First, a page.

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The Sunday Telegraph - Travel - - Front Page -

By the Iron Age (from around 800 BC), an­cient Bri­tons – driven by greater com­pe­ti­tion for land and a need for se­cu­rity – be­gan con­struct­ing ram­parted hill forts. The largest and most so­phis­ti­cated was Maiden Cas­tle: cov­er­ing the area of around 50 foot­ball pitches, it has deep ditches and walls that are nearly 20ft (6m) high. Down­load English Her­itage’s Echoscape au­dio guide to ex­plore the an­cient earth­work ac­com­pa­nied by myths and sto­ries. Also visit nearby Nine Stones, a small pre­his­toric stone cir­cle, and the 44 Bronze Age burial mounds of Win­ter­bourne Poor Lot Bar­rows.

Free; open year-round (0370 333 1181; english-her­itage.org.uk/ visit/places/maid­en­cas­tle/)

From £4.80/£2.90 adult/ child; open April-Oc­to­ber (07831 757934; english-her­itage.org.uk/ visit/places/chysauster-an­cientvil­lage) The Bronze Age cairn of Bryn Cader Faner – “the hill of the throne with the flag” – sits in re­mote moor­land near the Gwynedd vil­lage of Tal­sar­nau. With its cir­cle of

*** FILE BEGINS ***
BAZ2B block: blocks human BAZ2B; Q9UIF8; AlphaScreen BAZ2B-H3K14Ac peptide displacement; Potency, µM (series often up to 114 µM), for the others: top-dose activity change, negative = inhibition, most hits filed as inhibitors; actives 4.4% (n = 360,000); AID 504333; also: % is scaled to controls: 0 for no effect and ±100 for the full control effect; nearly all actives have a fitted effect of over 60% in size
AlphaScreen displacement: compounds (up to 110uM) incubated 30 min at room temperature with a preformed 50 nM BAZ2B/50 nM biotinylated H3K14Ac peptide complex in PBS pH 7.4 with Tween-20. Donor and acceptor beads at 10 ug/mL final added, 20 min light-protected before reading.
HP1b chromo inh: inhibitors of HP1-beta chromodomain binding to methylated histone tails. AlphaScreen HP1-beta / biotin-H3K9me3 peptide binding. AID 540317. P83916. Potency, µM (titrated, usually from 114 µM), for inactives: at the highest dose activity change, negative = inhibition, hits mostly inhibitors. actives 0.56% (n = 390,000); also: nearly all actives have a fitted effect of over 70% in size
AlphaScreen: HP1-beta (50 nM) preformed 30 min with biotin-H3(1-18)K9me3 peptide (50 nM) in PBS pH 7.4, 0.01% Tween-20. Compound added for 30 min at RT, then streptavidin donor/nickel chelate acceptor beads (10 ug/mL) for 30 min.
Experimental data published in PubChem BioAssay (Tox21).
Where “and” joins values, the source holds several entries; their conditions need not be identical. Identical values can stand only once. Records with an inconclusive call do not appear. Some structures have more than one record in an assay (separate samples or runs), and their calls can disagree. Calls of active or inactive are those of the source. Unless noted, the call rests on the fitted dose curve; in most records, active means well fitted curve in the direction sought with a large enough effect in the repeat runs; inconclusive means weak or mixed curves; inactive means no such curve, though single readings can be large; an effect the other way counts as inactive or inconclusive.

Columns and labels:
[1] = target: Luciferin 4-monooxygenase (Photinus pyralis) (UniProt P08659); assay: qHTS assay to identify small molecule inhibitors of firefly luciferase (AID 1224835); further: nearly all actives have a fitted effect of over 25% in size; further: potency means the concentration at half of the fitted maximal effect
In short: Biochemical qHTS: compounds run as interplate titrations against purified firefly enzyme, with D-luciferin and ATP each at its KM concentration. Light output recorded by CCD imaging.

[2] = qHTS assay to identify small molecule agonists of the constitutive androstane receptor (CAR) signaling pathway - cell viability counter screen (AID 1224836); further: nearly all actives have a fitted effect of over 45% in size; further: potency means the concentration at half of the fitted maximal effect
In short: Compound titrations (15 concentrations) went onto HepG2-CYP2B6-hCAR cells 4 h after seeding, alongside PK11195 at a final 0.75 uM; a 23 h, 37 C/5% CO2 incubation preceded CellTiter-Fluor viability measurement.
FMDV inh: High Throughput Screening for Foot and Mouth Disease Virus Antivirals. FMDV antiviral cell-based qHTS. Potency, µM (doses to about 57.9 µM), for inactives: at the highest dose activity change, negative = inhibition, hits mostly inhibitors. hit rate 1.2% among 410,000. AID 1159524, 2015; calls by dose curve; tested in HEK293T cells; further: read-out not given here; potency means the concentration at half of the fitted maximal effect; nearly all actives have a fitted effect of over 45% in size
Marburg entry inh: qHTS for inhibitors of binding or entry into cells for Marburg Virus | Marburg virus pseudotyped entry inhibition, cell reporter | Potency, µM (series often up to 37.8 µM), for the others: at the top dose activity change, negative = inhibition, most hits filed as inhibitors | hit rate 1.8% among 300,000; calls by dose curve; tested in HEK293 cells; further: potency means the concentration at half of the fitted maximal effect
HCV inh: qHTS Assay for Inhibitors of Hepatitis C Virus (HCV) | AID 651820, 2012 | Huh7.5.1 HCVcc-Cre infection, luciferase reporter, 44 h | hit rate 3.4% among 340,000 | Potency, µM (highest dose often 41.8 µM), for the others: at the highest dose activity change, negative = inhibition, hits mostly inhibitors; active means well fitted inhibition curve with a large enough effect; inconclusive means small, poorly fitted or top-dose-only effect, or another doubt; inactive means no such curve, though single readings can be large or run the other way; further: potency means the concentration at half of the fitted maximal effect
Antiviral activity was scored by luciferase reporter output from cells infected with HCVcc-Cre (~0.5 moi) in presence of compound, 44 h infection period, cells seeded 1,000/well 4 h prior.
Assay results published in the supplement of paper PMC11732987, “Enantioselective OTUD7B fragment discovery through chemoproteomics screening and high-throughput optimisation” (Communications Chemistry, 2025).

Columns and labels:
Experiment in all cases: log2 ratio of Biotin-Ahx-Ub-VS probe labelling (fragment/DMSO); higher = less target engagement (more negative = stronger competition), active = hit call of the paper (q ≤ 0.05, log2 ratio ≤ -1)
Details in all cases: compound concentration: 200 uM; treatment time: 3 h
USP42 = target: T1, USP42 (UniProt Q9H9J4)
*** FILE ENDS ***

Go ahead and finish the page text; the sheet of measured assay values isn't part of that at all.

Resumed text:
Free; open year-round. Na­van Cen­tre costs from £5.60/£3.40 adult/child (028 3752 9644; vis­i­tar­magh.com/places-to­ex­plore/na­van-cen­tre-fort)

New­forge House, a grand Ge­or­gian ho­tel in Magher­alin, has dou­bles from £125pn B&B (tele­graph.co.uk/ tt-new­forge-house-ho­tel)

The stones at Stan­ness in Orkney date to Ne­olithic times

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